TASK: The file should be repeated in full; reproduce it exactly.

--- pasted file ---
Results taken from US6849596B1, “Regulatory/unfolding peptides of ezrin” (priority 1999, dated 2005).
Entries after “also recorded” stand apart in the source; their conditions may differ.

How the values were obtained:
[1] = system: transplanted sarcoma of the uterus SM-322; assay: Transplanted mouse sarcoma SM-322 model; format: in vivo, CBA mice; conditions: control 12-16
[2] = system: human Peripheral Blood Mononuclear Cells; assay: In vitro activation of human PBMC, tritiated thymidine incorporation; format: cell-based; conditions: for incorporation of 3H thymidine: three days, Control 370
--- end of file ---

Results taken from US6849596B1, “Regulatory/unfolding peptides of ezrin” (priority 1999, dated 2005).
Entries after “also recorded” stand apart in the source; their conditions may differ.

How the values were obtained:
[1] = system: transplanted sarcoma of the uterus SM-322; assay: Transplanted mouse sarcoma SM-322 model; format: in vivo, CBA mice; conditions: control 12-16
[2] = system: human Peripheral Blood Mononuclear Cells; assay: In vitro activation of human PBMC, tritiated thymidine incorporation; format: cell-based; conditions: for incorporation of 3H thymidine: three days, Control 370